Mental Health Awareness Month Gets Boost from Stepping Up Initiative

Since 1949, the month of May has been observed as Mental Health Awareness Month in the United States.[1] Raising the profile of mental disorders such as addiction, depression, bipolar disorder and suicide has played an important role in breaking down barriers and reducing the stigma often attached with mental illness and seeking help.

While the national dialogue regarding  mental health has been elevated with acceptance in popular culture, the prevalence of mental illness in America’s jails have state and local governments joining forces with mental health professionals and advocates to offer hope to those who find themselves not only in the criminal justice system, but in need of treatment and services.

The National Alliance on Mental Illness estimates that 70 percent of youth in state and local juvenile justice systems have a mental illness[2] and that approximately 24 percent of state prisoners have a recent history of a mental health condition.[3] These statistics support the fact that America’s jails now serve more people with mental illnesses than inpatient treatment facilities.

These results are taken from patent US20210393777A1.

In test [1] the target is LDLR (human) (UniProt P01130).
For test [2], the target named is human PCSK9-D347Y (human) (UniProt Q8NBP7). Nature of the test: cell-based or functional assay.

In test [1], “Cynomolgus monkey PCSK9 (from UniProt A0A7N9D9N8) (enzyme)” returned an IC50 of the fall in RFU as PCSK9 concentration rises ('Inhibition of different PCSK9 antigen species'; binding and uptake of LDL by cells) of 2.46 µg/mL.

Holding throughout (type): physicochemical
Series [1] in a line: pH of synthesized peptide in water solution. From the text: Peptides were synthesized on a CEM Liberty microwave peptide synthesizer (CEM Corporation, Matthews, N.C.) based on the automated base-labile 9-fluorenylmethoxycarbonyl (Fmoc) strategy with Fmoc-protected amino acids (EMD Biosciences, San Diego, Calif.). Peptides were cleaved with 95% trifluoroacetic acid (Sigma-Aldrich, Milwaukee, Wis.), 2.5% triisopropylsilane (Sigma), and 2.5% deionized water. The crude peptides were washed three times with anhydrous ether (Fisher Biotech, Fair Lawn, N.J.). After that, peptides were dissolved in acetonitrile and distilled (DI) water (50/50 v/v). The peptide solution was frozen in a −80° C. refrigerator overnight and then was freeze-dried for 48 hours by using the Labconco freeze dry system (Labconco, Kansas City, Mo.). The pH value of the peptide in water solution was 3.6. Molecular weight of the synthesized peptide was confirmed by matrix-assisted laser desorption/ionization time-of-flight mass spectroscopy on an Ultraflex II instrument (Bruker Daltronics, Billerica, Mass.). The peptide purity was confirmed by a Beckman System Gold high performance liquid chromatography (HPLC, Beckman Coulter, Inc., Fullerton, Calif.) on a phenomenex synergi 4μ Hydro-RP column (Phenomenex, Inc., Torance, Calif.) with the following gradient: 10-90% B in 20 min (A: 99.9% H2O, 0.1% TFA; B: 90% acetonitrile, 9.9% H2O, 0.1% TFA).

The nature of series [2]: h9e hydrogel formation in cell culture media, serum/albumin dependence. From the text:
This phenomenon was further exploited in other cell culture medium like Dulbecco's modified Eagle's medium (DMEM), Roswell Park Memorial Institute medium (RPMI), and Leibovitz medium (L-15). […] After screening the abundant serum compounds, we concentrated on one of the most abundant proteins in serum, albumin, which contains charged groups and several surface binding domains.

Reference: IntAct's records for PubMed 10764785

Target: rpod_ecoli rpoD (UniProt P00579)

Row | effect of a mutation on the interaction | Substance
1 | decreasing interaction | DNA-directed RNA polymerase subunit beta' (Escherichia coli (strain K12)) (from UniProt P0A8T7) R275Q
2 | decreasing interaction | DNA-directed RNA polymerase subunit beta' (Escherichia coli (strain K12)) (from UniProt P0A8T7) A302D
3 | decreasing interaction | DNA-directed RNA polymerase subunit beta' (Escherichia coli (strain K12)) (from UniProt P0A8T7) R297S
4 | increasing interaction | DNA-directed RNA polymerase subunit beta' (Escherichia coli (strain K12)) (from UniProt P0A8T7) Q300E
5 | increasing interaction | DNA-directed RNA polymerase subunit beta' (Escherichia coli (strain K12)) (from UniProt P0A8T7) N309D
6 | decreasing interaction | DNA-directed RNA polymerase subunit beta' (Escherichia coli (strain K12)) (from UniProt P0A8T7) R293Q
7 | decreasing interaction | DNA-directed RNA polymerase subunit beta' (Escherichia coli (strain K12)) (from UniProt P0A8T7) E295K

Housing such high numbers of individuals with serious mental health concerns in America’s jails presents not only a burden to state and local budgets—as the costs of serving this population can be two to three times the cost of housing individuals without those needs—but also a challenge to providing adequate treatments and services that can help reduce recidivism rates among those with mental health concerns.[4] The Council of State Governments’ Justice Center, The National Association of Counties and the American Psychiatric Association Foundation have joined forces to reduce the number of people living with mental illnesses in America's jails.

The Stepping Up Initiative, supported in part by the U.S. Justice Department’s Bureau of Justice Assistance, seeks to raise awareness of the heavy population of individuals living with mental illnesses in jails across the nation by both establishing a call to action and convening a national summit to present a plan to reduce the number of people with mental illnesses in jails.[5]

As part of the call to action, the initiative is building a diverse team of stakeholders who will develop a plan of action to meet the goal of reducing the number of people living with mental illness in jails by assessing prevalence numbers, examining current treatment practices and service capacities, and developing an assessment tool to track the progress of the plan once completed.[6]

The Stepping Up Initiative joins other state-driven solutions such as the Interstate Compact on Mental Health, which since 1956 has facilitated agreements between 46 states and the District of Columbia to set standards for faster responses to mental health issues as well as continuing to raise the quality of services available.[7]

For more information on the Stepping Up Initiative, please visit